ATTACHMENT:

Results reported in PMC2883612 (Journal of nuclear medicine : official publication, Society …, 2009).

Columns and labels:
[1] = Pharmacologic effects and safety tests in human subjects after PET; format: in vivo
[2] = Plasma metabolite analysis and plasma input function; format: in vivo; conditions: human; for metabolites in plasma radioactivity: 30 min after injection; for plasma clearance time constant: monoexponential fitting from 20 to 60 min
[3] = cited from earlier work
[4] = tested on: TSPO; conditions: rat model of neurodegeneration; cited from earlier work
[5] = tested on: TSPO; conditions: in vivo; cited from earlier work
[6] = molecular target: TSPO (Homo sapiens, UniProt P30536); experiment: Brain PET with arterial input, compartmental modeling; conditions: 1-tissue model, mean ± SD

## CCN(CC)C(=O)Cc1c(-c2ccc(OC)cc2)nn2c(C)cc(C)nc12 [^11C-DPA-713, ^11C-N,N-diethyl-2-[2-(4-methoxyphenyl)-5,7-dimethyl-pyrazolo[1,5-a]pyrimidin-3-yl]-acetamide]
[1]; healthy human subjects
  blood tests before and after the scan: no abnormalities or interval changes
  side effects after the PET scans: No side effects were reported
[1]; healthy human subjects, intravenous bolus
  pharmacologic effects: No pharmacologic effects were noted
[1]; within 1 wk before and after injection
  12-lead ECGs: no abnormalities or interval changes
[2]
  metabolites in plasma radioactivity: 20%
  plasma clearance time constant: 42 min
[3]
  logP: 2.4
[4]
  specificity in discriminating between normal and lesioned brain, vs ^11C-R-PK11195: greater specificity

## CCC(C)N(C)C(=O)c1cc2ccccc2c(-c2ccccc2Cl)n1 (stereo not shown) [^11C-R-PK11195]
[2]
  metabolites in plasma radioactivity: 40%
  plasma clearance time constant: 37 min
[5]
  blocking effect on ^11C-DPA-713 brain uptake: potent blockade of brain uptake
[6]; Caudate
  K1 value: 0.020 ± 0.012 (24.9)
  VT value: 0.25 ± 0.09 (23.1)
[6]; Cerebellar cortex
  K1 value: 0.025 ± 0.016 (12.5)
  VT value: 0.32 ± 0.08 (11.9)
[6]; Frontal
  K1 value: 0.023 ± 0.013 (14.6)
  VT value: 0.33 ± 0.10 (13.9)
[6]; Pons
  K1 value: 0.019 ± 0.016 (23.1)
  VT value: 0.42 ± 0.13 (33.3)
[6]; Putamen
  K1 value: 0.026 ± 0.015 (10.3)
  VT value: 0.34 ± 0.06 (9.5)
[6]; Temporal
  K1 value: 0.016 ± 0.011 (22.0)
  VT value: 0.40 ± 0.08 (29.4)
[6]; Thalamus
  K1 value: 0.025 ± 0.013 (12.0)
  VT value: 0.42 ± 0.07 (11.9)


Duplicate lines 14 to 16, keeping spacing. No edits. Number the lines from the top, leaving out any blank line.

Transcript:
  pharmacologic effects: No pharmacologic effects were noted
[1]; within 1 wk before and after injection
  12-lead ECGs: no abnormalities or interval changes